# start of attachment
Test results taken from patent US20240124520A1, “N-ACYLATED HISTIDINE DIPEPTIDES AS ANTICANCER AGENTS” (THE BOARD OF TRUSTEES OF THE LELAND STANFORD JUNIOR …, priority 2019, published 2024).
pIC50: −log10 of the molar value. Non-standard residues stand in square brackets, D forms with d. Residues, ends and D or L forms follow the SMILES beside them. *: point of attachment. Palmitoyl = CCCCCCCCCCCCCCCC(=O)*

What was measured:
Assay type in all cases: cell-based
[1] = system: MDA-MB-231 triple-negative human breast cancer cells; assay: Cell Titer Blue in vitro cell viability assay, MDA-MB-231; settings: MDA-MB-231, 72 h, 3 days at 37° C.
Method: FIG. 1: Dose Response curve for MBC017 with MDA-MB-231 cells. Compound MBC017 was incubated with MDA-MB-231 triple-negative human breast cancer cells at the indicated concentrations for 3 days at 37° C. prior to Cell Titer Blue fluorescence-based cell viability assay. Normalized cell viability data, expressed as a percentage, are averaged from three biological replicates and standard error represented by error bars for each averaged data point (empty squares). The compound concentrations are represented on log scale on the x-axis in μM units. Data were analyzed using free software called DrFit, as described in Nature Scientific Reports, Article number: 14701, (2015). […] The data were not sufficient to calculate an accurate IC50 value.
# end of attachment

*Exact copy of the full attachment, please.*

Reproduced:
Test results taken from patent US20240124520A1, “N-ACYLATED HISTIDINE DIPEPTIDES AS ANTICANCER AGENTS” (THE BOARD OF TRUSTEES OF THE LELAND STANFORD JUNIOR …, priority 2019, published 2024).
pIC50: −log10 of the molar value. Non-standard residues stand in square brackets, D forms with d. Residues, ends and D or L forms follow the SMILES beside them. *: point of attachment. Palmitoyl = CCCCCCCCCCCCCCCC(=O)*

What was measured:
Assay type in all cases: cell-based
[1] = system: MDA-MB-231 triple-negative human breast cancer cells; assay: Cell Titer Blue in vitro cell viability assay, MDA-MB-231; settings: MDA-MB-231, 72 h, 3 days at 37° C.
Method: FIG. 1: Dose Response curve for MBC017 with MDA-MB-231 cells. Compound MBC017 was incubated with MDA-MB-231 triple-negative human breast cancer cells at the indicated concentrations for 3 days at 37° C. prior to Cell Titer Blue fluorescence-based cell viability assay. Normalized cell viability data, expressed as a percentage, are averaged from three biological replicates and standard error represented by error bars for each averaged data point (empty squares). The compound concentrations are represented on log scale on the x-axis in μM units. Data were analyzed using free software called DrFit, as described in Nature Scientific Reports, Article number: 14701, (2015). […] The data were not sufficient to calculate an accurate IC50 value.